Celie (Judy Reyes) is a single mother who works full-time as a nurse. At the same hospital is Dr. Rose Casper (Marin Ireland), a morgue technician who is working in the field of pathology. Even though they work at the same hospital, Celie and Dr. Rose Casper are strangers. When Celie’s daughter unexpectedly dies, Celie is both heartbroken and devastated. She soon becomes increasingly suspicious and frustrated when the hospital has no idea where her daughter’s body is located.
Soon, Celie learns a dark secret about Dr. Rose Casper. When Dr. Rose Casper isn’t working, she is secretly trying to find a way to revive the dead. Because Celie’s daughter was an organ donor, Dr. Rose Casper decided to use her body and attempt to restore her to life. When Celie learns what Dr. Rose Casper has been up to, the pair soon decide to work together. However, bringing back someone from the dead is not such an easy task, and both women will be required to make massive sacrifices while continuing to keep the experiment top secret.
Birth/Rebirth, directed by Laura Moss, is best described as a horror and drama film. When it comes to the horror aspect, the film is quite gruesome in the visuals, and many scenes are unsettling. After all, the film is centred around a woman who lost a child and is willing to do anything to bring her back. Both Celie and Dr Rose Casper are required to do plenty of unspeakable things, and I don’t just mean stealing medical supplies. They also need to steal live samples from pregnant women or body parts from those who have already passed away. The drama aspect, I felt, was mostly on point, and its themes, at times, are, again, often uncomfortable and gripping.
For the leading characters, it’s evident Celie won’t back down until her world is complete as it once was. The performance of actress Judy Reyes was great, and she was convincing both as a skilled nurse and a passionate mother. Reyes delivered drama at an intense level; however, at times, I did feel her character lacked some emotion, particularly surrounding her daughter’s death. Dr. Rose Casper, played by Marin Ireland, differs from Celie as a character. She is more knowledgeable in the medical field. She’s also more quirky, snappy, and blunt, and, more importantly, she has never been a mother to a child before. The character does make some terrific developments as the film progresses forward.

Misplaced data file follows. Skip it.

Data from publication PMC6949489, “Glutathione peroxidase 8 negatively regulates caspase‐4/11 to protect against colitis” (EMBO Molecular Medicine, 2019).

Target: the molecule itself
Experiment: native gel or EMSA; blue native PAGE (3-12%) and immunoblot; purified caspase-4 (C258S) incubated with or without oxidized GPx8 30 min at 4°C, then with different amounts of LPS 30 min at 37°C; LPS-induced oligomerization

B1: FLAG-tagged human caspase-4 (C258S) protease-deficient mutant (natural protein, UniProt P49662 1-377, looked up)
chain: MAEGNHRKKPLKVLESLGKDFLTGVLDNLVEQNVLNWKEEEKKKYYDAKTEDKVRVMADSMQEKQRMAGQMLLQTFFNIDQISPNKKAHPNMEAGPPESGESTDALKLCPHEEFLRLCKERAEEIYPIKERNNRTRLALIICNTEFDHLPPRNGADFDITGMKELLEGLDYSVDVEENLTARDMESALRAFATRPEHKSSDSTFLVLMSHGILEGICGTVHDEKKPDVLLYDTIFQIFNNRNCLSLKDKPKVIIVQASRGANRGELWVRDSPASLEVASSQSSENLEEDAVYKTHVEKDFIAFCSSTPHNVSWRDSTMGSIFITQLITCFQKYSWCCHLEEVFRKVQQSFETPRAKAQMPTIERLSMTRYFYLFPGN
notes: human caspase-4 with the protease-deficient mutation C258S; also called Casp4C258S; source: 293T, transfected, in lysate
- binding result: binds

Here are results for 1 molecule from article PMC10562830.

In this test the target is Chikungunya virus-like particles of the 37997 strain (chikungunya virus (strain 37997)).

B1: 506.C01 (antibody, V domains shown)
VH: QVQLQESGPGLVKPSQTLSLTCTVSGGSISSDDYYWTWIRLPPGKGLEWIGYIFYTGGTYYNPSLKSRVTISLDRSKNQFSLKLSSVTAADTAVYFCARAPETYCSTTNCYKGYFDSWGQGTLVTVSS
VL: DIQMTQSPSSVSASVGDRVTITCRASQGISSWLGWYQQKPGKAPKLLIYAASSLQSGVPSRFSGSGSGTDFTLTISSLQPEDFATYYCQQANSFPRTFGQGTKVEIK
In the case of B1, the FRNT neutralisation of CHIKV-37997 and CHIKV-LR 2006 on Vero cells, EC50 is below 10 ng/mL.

The soundtrack by Ariel Marx consists of eerie music, and, based on how unsettling the story is, the music was a perfect fit for the entire runtime. As for issues with the film, the storyline is slightly repetitive, and most outcomes are predictable. Watching our two leads discover new roadblocks on repeat to gain their medical dreams does get worn out by the third act, and even when Celie’s daughter does open her eyes and awaken after death, audiences will know instantly that more challenges are right around the corner. The ending was also weak for me. Simply put, it ended abruptly and unexpectedly, and I felt both robbed and dissatisfied with the conclusion and finale.
Overall, while delivering the vibes of Frankenstein or Reanimator, Birth/Rebirth succeeds at bringing something new with its tension and unsettling visuals, including the level of gore. The storyline is fascinating yet somewhat repetitive, with a predictable third act. Still, it confidently poses a question for viewers to ponder: how far would you go to resurrect a loved one? While the characters worked well together with their different personalities, sadly, some scenes that were genuinely devastating to witness seemed to lack emotion. Even more disappointing are the final moments and conclusion, which felt abrupt, unrewarding, and incomplete given the horrifying journey.